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Learning about a Site Using Sparse Site-Specific Data - Recent Advancements (Keynote Lecture - APSSRA2020)


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About This Lecture

Site-specificity is a unique feature in geotechnical engineering. Site investigation data obtained from one site cannot be directly used for another site. The same principle of site-specificity applies to load-test and monitoring data. However, it is not uncommon that non-site-specific data are used to support site-specific decision-making. For instance, engineers routinely adopt transformation models to estimate design soil/rock parameters, and most transformation models are calibrated by non-site-specific data. It is quite extreme and unrealistic to ban such models. In contrast, the success of such transformation models indicates that non-site-specific data may have certain values for site-specific decision-making. As we enter the era of BIG DATA, it is timely for geotechnical engineering people to ponder the value of non-site-specific databases. Computer science people have been very successful in exploiting the value in non-person-specific or non-case-specific databases (BIG DATA). It is natural for geotechnical engineering people to ask whether we can also exploit some value from non-site-specific databases. This is the main focus of this talk. The answer is YES. The talk will first introduce some exiting BIG DATA in geotechnical engineering. Some are soil/rock property databases, and some are load-test databases. Then, the talk will introduce some advanced methods developed by the author that can extract useful knowledge from BIG DATA to facilitate site-specific decision-making. Without BIG DATA and the advanced methods, such site-specific decision-making was very challenging or even infeasible, but sensible decision-making is now possible with the aid of BIG DATA and the advanced methods. Two types of decision-making will be illustrated: the determination of design soil/rock parameters for foundation design and the prediction of geotechnical structure performances.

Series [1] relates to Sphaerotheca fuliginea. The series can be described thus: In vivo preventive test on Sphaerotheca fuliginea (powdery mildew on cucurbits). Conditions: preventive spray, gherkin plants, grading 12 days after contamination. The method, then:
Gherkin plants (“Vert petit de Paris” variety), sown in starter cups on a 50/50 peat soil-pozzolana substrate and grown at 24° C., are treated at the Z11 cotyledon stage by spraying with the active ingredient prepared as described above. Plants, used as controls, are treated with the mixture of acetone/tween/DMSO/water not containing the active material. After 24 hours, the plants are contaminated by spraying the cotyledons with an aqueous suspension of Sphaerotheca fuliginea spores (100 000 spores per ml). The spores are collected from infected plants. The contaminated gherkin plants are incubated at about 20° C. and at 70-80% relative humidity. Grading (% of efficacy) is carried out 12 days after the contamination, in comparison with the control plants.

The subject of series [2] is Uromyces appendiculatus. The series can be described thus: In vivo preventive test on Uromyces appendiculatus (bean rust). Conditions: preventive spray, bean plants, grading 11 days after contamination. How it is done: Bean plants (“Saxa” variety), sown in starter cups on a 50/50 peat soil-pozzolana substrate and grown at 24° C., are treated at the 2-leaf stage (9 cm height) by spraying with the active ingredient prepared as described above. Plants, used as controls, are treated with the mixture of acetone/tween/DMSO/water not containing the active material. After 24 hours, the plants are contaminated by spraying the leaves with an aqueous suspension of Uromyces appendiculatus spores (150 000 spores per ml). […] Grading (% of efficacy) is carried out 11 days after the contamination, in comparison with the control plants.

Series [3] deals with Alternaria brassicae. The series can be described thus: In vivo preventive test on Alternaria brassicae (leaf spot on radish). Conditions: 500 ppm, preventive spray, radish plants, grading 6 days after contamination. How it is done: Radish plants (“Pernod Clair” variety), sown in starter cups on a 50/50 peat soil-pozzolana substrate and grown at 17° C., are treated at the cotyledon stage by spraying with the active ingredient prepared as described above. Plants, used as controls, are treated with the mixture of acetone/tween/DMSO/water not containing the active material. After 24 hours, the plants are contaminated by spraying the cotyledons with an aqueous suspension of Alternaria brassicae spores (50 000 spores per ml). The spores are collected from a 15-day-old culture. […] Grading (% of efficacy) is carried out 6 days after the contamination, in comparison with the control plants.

Instructor

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Jianye Ching, PhD, Distinguished Professor, Department of Civil Engineering, National Taiwan University

Dr. Ching is Distinguished Professor in the Dept. of Civil Engineering at National Taiwan University. He obtained his PhD degree in 2002 in University of California at Berkeley. His main research interests are geotechnical risk & reliability, random fields & spatial variability, probabilistic site characterization & geotechnical data analytics. He is Chair of TC304 (risk) in ISSMGE and Chair of Geotechnical Safety Network (GEOSNet). He is Editor-in-Chief of Journal of GeoEngineering, Managing Editor of Georisk, Associate Editor of Canadian Geotechnical Journal, and Editorial Board Member of Structural Safety. Dr. Ching is the recipient of the Outstanding Research Award (2011, 2014) and the Wu-Da-Yu Award (2009) from the Ministry of Science and Technology of Taiwan.

  1. Subjects

    Machine Learning and Big Data
  2. Course Number

    TC304-APSSRA-02
  3. Course Launched

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